Title: Primum Non Nocere

Author: Frodo Baggins of Bag End (FBoBE/"Febobe")

Rating: PG (only for hurt/comfort and angst)

Warnings: Angst.

Author's Note: I adopted a Shirebunny! I did it! (Sam and Frodo are presented to Eowyn for the first time. What are their reactions to the first woman they've met of the race of Men?) Thanks for the lovely bunny, Shirebound. . .I so needed it. It should be no surprise to those who know me well that this kind of went FrodoHealers-bunny on me. Couldn't help it. :} The bunny just hopped over into that hutch and wiggled its lil' nose and wouldn't leave! Hope you enjoy it nonetheless. ;) A special thanks to NixNivis for confirming the Latin on the title! -Febobe

Primum Non Nocere (First, Do No Harm)

Part the First: Samwise

It would figure, wouldn't it? One o'them laws o'the world, my old Gaffer always called it back home. The worst time for something to happen is when it'll happen. Like when the garden's wet enough, you'll get a drenching rain that won't let up for three days and your crocuses and cabbages get washed clean out, not to mention your taters rotting. Or bad things coming in threes, like when Mum died and Da's joints acted up something awful for weeks and Ham took a fall and hurt his wrist and couldn't work for weeks either. That was a right bad spell. Runs the same way for everyone, I s'pose; Mr. Frodo says there was when his mum drowned, iand/i his da drowned, and then he took sick with pneumonia not many weeks after. Two parents, I'd count that as two bad things, so that's three right three, aye.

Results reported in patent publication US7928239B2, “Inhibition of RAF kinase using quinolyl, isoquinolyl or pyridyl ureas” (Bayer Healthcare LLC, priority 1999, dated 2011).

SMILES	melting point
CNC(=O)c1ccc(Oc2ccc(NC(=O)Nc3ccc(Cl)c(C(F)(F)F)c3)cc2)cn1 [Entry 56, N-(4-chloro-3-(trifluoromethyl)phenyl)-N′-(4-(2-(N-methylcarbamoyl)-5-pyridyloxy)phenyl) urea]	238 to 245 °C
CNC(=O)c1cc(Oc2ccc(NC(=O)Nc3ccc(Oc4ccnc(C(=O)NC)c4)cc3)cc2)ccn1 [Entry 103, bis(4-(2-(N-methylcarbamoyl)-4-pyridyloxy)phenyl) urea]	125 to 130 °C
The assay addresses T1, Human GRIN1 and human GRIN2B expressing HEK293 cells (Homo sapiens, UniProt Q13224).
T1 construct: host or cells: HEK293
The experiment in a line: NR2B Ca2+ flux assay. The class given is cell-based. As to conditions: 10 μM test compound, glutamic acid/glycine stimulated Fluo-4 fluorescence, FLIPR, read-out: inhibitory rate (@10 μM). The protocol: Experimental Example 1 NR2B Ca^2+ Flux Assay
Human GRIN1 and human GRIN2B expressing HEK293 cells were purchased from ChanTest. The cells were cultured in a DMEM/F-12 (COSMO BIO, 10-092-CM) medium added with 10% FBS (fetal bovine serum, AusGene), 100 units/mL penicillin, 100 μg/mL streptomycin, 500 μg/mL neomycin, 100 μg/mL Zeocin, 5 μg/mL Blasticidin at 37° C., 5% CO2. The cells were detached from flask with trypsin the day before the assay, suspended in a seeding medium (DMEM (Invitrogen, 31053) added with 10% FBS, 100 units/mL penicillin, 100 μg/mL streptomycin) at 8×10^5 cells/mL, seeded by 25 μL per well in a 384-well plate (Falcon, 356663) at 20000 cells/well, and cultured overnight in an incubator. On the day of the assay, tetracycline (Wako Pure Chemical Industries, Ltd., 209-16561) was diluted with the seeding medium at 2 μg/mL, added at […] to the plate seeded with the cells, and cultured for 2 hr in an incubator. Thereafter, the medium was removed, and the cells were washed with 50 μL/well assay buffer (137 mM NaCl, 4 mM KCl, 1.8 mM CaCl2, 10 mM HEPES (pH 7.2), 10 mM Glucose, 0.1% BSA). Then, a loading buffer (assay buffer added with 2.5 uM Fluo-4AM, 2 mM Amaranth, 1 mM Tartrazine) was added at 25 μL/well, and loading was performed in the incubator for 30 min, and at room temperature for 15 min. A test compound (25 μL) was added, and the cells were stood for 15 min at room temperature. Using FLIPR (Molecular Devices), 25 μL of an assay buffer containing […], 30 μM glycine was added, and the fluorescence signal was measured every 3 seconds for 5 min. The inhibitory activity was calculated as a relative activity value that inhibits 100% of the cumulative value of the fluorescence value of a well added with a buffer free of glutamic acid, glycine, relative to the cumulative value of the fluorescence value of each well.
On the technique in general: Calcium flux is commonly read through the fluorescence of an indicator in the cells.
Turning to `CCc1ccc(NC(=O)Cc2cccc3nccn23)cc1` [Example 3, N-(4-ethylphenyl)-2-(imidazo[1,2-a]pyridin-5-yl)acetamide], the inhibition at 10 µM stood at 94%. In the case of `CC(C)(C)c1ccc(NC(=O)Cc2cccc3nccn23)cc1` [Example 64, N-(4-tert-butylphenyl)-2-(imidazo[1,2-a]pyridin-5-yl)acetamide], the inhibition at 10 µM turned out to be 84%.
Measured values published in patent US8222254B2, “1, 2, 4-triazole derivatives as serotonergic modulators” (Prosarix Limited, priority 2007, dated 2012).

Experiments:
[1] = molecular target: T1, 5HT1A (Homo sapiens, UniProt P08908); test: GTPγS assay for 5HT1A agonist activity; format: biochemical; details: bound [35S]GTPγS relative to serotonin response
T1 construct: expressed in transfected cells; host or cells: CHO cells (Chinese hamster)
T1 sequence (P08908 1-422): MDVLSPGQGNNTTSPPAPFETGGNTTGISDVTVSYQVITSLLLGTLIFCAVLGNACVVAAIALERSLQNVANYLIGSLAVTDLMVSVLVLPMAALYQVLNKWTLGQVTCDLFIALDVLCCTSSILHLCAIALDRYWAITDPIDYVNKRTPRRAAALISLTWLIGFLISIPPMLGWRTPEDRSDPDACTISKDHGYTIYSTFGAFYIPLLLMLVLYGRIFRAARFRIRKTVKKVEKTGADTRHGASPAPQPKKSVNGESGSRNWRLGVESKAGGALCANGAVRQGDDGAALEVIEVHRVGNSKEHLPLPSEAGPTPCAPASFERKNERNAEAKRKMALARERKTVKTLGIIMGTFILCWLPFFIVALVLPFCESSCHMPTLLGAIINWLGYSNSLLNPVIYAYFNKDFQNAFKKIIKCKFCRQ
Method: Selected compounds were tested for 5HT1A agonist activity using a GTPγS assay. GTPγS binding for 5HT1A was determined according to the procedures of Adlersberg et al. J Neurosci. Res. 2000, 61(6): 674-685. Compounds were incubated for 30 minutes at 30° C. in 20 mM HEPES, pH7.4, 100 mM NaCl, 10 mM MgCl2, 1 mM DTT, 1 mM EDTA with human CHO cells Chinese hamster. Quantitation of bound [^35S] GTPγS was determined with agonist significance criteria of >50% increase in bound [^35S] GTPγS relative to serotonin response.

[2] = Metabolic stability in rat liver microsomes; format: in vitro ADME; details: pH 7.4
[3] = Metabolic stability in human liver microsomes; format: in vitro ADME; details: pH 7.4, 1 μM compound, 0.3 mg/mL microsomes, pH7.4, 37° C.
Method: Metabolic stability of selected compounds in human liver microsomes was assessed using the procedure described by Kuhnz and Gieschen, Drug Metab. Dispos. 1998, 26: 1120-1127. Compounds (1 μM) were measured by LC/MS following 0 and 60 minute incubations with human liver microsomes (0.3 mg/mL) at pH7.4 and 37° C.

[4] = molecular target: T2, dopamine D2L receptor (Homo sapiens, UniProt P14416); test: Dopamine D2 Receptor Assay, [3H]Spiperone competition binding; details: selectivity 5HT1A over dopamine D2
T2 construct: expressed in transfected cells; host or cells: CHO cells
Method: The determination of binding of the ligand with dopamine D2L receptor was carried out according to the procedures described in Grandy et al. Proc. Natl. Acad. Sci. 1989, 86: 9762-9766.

And Strid - I mean King Aragorn, or Estel, or whatever they call him now - getting called away for the first time, and Mr. Frodo falling sick. Sick enough to need more than a bit o'rest in bed and waiting on from me. Sick enough to need a real healer, somebody knows the kinds of awful wounds he's had. I know plenty about what he's been through, but not how to help him, except to give him warm blankets and keep him tucked up in bed and try to make him feel better that way. I try to give him warm drinks - hot broth, toddies, warm milk - but he won't take hardly anything, even for me.